Hats off to Hats (Part 5)

Conservation of Hats Through an Intern’s Eyes

By Emma Hartikka

Conclusions and Impression

 

It is over – my internship period with Zenzie Tinker Conservation! Hard to get to grips with how fast the time flew. It is time to look back and reflect on the time gone by.

Firstly, I should mention that the hats are now all gone and off our hands. It was great to see how the staff in the studio pulled together and worked really hard to get the hats ready to go in quite a tight schedule. I am grateful for the opportunity to work with the beautiful hats and learn from others at the studio. Hopefully they (the hats) will have a safe journey to Switzerland with the supports, boxes and paddings we prepared for them!

Secondly, my internship wasn’t all about the hats. Alongside the hats project, I was able to try my hand at a couple of different things during the four months in Brighton. I participated in site work at Mottisfont manor house taking down fake ermine curtains, made padded boards for a Chinese silk embroidery and carpet samples as well as helping with various other things going on at the studio (and there was a LOT going on all the time). It was interesting to see how a private studio works, how even the seemingly mundane things, such as timekeeping, paperwork, bills, meetings and communicating with clients, are essential aspects of the business. Also my language skills improved with some additional conservation terminology which we definitely didn’t learn at primary school.

On top of all that, I got a good opportunity to travel around the country visiting different textile conservation studios. These include the studios of the National Trust (a spacious converted barn in the middle of the Norfolk countryside full of beautiful tapestries), the National Museum of Scotland (a huge, well equipped collections centre on the outskirts of Edinburgh with wonderfully varied objects), the British Museum (a flexible conservation space in the heart of the museum, as well as London, with fascinating ethnographical objects peeking out everywhere) and the Peoples History Museum (a neat space inside the museum in Manchester where museum visitors can watch work being undertaken on colourful banners and flags through a window).  I also got to visit the home of a private conservator who converted her dining room into a working space).  It was fascinating to see how many, varied ways there are to set up a well run textile conservation studio and how many different kinds of objects the conservators can be working on. I am so grateful to all those who kindly opened their studio doors to me, showed me around and discussed their work!​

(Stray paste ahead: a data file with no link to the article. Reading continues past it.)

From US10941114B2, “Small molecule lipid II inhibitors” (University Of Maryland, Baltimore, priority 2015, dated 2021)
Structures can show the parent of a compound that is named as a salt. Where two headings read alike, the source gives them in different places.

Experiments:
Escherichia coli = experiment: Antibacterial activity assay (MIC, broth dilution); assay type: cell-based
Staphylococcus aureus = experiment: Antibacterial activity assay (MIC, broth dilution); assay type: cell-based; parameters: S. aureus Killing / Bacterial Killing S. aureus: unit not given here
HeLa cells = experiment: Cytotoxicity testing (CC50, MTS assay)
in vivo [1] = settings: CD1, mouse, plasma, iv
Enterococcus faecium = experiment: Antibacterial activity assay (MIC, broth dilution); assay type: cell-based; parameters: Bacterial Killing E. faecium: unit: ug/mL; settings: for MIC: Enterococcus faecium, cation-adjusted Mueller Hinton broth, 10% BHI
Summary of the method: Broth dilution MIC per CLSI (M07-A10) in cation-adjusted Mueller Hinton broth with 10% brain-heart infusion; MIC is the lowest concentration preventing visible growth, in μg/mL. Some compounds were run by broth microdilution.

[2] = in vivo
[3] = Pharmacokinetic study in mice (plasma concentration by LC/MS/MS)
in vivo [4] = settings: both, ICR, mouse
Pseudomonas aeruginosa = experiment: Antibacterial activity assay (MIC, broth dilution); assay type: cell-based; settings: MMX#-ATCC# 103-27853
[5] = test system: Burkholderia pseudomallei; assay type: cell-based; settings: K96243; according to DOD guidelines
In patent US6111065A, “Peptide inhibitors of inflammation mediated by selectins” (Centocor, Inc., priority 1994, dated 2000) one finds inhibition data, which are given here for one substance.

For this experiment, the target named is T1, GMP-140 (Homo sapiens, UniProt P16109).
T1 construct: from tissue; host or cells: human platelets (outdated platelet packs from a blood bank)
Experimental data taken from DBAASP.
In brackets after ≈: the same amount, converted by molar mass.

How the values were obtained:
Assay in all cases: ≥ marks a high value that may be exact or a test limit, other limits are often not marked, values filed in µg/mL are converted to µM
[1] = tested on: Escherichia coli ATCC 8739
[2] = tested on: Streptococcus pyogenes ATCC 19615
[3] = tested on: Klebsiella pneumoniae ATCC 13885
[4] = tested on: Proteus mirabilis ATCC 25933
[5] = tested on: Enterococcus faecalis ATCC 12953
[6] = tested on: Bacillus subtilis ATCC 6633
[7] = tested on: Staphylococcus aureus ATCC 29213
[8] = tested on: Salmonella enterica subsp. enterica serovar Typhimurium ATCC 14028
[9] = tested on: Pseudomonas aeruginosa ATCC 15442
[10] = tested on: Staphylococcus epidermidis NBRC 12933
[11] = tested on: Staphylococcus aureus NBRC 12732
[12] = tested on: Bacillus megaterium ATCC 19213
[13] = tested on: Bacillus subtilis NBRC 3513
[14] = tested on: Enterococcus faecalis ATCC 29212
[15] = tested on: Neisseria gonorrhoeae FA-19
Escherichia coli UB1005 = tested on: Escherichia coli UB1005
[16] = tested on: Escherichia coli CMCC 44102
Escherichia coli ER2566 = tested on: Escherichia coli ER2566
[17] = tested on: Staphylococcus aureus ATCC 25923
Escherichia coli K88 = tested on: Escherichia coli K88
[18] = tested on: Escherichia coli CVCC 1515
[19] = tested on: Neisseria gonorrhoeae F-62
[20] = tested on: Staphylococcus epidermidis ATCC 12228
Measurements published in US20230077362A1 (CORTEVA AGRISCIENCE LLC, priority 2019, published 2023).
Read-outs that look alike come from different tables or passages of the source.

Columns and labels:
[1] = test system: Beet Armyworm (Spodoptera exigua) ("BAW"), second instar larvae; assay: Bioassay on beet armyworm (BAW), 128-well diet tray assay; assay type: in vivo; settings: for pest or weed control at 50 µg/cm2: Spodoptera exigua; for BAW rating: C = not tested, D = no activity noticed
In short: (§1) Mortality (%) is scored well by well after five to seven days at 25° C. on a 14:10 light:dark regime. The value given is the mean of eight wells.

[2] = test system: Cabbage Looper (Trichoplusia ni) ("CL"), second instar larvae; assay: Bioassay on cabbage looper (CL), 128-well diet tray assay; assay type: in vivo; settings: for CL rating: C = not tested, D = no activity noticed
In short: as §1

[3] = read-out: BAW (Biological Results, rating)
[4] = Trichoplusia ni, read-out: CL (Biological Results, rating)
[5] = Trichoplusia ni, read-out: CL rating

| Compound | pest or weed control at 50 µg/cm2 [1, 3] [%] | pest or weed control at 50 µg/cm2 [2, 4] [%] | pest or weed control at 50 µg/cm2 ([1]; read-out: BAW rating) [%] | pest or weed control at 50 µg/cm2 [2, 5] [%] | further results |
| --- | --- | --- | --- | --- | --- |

Here are some selected pictures taken along my time as an intern:

 

My hands straightening a lace trimming.

 

Making supports for hats was very satisfying. A bonnet sitting happily on its personal support.

 

One of my favorite hats having a surface clean. So much fun!

 

The power of teamwork with Mottisfont curtains.

 

It is ready! Proud of my padded board.

 

One important fact has surfaced over and over again during my time at the studio; like in life generally, there is not necessarily one right way to do things. There are many options and you must choose the one you think is best for the object in hand. To understand this is kind of scary but also liberating. Internship time it is all about growing and learning different approaches – and that is also what I have done, hopefully.

 

Life at the studio goes on but I am flying home towards new adventures. Thank you for reading the blog and following along my internship journey!

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